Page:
Landau, Schmidt and Sokol (Landau *et al*., 2001) define a tandem repeat to have *k* mismatches if the alignment constructed from its periods has *k* nonuniform columns. Their algorithm runs in *O*(*nka* log (*n/k*)) where *n* is the sequence, *k* is the error bound and *a* is the maximum number of periods in any reported repeat. The algorithm has been implemented and is available at (Landau and Vishkin, 1989http://csweb.cs.haifa.ac.il/library/ andhttp://www.sci.brooklyn.cuny.edu/~sokol/trepeats/).

The disadvantage of the Hamming distance is that it only accounts for point mutations and does not allow insertions and deletions. To model mutations more generally, it is preferable to use the edit distance, defined by Levenshtein (Main and Lorentz, 1984) as the minimum number of insertions, deletions and substitutions necessary to transform one string into the other. Ideally, we would like to differentially weight mutations; substitutions are typically scored more permissively than insertions and deletions. In this paper, we weight all differences uniformly, i.e. we use an edit distance scheme.

## 2 METHODS

In this section we describe the algorithm for finding *k*-edit repeats. We first describe a straightforward solution, following which we describe three speedups to achieve a time and space efficient algorithm. The speedups use similar ideas to those in (Landau *et al*., 2001).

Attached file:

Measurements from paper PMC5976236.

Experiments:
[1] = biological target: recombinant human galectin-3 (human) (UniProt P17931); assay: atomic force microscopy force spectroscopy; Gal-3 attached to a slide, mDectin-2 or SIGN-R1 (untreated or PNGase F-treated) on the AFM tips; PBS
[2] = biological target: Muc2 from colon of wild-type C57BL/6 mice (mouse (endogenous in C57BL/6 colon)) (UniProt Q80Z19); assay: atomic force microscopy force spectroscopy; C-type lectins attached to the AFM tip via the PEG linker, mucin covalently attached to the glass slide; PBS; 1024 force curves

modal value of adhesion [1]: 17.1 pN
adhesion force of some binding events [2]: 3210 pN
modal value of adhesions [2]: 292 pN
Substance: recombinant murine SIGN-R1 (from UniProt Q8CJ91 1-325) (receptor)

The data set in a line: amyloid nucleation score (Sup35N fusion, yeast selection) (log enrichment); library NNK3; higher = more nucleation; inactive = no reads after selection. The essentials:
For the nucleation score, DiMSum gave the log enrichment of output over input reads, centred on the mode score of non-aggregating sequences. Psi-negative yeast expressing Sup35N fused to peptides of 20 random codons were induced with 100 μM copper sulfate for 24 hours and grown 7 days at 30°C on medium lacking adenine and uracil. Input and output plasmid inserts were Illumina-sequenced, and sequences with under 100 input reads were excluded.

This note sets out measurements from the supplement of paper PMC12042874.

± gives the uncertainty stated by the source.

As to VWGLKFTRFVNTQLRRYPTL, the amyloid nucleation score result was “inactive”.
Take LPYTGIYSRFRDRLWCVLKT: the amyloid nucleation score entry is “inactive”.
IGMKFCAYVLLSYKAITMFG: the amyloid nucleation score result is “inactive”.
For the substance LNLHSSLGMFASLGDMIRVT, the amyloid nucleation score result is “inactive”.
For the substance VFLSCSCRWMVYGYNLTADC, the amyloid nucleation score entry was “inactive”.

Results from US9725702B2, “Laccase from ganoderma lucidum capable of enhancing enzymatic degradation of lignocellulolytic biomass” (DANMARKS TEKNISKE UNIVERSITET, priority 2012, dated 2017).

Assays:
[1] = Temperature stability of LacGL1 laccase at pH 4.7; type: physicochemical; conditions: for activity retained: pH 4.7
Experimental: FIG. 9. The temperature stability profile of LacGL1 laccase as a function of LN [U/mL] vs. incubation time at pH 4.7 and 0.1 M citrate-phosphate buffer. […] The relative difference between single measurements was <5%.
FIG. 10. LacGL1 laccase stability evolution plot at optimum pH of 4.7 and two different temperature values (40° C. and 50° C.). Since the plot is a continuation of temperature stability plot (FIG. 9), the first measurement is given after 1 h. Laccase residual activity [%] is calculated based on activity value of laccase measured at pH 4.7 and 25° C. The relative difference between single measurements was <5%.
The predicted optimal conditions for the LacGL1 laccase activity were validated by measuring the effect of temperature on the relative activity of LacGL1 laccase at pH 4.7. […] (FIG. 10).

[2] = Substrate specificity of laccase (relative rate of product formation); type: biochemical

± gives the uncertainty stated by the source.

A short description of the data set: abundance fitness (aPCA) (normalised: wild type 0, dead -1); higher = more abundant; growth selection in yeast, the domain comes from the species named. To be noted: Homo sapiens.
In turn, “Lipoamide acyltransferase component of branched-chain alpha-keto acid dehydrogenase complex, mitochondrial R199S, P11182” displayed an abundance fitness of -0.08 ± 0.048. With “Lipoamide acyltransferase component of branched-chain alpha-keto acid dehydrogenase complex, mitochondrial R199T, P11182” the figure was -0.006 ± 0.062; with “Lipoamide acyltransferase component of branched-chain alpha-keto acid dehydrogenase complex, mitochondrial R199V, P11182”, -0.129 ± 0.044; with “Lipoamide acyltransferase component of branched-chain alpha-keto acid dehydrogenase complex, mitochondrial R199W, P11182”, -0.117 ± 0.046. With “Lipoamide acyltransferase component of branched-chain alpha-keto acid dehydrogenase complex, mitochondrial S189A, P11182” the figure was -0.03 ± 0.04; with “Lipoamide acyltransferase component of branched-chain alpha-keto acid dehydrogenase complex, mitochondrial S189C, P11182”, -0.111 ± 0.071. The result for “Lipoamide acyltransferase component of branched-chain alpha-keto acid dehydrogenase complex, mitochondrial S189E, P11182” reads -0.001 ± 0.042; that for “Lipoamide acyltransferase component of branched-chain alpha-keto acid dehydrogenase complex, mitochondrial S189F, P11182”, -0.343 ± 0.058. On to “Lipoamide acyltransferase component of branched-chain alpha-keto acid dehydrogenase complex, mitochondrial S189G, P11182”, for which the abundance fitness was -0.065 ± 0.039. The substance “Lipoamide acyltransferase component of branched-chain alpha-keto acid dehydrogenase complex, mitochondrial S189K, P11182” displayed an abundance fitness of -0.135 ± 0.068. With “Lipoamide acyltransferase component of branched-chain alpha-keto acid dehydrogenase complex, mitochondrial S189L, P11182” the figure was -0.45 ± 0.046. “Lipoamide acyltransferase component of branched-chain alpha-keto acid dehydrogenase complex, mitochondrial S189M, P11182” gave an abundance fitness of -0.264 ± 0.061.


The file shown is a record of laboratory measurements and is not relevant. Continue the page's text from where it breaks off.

### 2.1 A straightforward solution

The classical method for calculating the edit distance between two strings *S* = *s*_{1}…*s*_{m} and *S*′ =*s*′_{1}…*s*′_{n} is to construct an *n* × *m* dynamic programming matrix, to initialize (row 0, column *j*) to *j* (column 0, row *i*) to *i*, and to fill it in for *i*, *j* > 0 using the following formula.We define a *p*-restricted edit distance alignment as an edit distance alignment between two strings that disallows *p* insertions into the first string (alternatively, *p* deletions in the second string). This definition is necessary, since we would like to align a prefix of a string with a proper suffix of the same string. If insertions into the prefix are not restricted, then the string may eventually ‘catch up’ with itself, aligning characters in the prefix with the exact corresponding characters in the suffix.